In recent times many commercial kits have been created to perform plasmid extraction at various scales, purity and levels of automation. Commercial services can prepare plasmid DNA at quoted prices below $300/mg in milligram quantities and $15/mg in gram quantities (early 2007).
Plasmid DNA may appear in one of five conformations, which (for a given size) run at different speeds in a gel during electrophoresis. The conformations are listed below in order of electrophoretic mobility (speed for a given applied voltage) from slowest to fastest:
- "Nicked Open-Circular" DNA has one strand cut.
- "Relaxed Circular" DNA is fully intact with both strands uncut, but has been enzymatically "relaxed" (supercoils removed). You can model this by letting a twisted extension cord unwind and relax and then plugging it into itself.
- "Linear" DNA has free ends, either because both strands have been cut, or because the DNA was linear in vivo. You can model this with an electrical extension cord that is not plugged into itself.
- "Supercoiled" (or "Covalently Closed-Circular") DNA is fully intact with both strands uncut, and with a twist built in, resulting in a compact form. You can model this by twisting an extension cord and then plugging it into itself.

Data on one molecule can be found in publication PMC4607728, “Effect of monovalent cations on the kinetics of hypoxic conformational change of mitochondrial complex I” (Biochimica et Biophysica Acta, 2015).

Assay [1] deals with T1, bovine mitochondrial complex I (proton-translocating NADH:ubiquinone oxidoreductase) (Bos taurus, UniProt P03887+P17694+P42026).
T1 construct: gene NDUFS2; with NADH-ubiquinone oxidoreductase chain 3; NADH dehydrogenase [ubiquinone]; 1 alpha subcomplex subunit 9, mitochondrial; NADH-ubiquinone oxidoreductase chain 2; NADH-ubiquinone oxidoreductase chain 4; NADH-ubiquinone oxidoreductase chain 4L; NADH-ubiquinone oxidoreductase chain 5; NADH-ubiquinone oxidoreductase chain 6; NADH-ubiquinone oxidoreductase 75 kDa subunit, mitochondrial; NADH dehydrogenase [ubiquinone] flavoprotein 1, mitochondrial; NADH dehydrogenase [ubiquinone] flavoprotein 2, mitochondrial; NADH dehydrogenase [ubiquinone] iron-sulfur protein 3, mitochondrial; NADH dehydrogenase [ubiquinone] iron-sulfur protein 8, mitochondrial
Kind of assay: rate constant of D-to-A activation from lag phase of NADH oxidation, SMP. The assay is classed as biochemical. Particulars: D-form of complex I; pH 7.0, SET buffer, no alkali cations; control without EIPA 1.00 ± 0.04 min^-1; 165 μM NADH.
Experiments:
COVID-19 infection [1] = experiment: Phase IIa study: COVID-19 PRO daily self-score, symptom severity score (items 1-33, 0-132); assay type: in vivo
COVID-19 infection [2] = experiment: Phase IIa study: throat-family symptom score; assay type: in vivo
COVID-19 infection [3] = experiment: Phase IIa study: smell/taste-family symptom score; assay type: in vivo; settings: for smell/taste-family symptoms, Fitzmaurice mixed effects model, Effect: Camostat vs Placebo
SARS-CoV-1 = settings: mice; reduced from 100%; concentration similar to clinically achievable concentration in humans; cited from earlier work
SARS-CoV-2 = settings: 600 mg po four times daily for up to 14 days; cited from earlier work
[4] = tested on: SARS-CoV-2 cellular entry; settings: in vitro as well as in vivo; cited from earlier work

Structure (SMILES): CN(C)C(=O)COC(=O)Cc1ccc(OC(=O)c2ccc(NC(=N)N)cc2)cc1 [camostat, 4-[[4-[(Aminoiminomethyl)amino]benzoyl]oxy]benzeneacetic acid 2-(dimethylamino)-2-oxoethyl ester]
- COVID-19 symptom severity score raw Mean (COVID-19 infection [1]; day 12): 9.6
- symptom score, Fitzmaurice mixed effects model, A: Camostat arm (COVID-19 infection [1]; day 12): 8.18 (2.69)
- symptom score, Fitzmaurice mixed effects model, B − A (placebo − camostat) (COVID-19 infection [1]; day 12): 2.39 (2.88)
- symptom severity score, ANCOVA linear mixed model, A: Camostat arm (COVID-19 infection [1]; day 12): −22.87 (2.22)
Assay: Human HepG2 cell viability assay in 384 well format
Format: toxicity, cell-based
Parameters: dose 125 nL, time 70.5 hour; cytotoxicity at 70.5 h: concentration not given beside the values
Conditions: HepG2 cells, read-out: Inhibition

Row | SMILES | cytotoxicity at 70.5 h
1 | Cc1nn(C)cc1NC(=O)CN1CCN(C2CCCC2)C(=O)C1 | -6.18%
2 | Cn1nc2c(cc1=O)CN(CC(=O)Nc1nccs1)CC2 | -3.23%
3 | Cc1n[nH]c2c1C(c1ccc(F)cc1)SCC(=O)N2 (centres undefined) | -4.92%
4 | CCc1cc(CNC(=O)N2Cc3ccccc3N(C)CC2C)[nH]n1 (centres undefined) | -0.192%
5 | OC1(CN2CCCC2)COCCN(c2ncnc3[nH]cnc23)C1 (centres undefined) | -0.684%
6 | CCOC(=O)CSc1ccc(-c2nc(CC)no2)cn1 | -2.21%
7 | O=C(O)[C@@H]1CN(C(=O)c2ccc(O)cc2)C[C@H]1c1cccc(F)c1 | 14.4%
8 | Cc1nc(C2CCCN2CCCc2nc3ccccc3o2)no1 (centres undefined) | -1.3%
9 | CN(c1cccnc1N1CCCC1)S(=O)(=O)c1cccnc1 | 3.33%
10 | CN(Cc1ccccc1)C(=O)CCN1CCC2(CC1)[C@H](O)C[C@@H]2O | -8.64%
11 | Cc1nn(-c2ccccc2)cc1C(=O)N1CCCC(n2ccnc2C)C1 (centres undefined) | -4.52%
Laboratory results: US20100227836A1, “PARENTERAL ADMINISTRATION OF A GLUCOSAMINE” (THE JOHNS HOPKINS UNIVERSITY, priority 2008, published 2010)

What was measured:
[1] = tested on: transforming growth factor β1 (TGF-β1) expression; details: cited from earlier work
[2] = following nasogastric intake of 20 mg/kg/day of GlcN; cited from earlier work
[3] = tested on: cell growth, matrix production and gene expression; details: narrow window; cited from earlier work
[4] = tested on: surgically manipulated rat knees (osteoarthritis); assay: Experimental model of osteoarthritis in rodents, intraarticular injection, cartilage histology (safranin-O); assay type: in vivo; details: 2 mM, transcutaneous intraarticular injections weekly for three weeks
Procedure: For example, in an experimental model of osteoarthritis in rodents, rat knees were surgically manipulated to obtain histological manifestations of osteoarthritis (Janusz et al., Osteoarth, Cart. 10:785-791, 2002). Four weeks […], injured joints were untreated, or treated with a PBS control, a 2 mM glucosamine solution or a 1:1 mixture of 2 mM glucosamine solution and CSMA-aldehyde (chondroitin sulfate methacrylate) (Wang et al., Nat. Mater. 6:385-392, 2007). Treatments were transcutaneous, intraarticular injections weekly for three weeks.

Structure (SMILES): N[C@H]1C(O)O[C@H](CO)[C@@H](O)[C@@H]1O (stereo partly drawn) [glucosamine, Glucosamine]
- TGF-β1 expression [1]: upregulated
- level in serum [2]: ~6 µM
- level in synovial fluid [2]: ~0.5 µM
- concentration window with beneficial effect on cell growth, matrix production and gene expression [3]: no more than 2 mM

- "Supercoiled Denatured" DNA is like supercoiled DNA, but has unpaired regions that make it slightly less compact; this can result from excessive alkalinity during plasmid preparation. You can model this by twisting a badly frayed extension cord and then plugging it into itself.
The rate of migration for small linear fragments is directly proportional to the voltage applied at low voltages. At higher voltages, larger fragments migrate at continually increasing yet different rates. Therefore the resolution of a gel decreases with increased voltage.
At a specified, low voltage, the migration rate of small linear DNA fragments is a function of their length. Large linear fragments (over 20kb or so) migrate at a certain fixed rate regardless of length. This is because the molecules 'reptate', with the bulk of the molecule following the leading end through the gel matrix. Restriction digests are frequently used to analyse purified plasmids. These enzymes specifically break the DNA at certain short sequences. The resulting linear fragments form 'bands' after gel electrophoresis. It is possible to purify certain fragments by cutting the bands out of the gel and dissolving the gel to release the DNA fragments.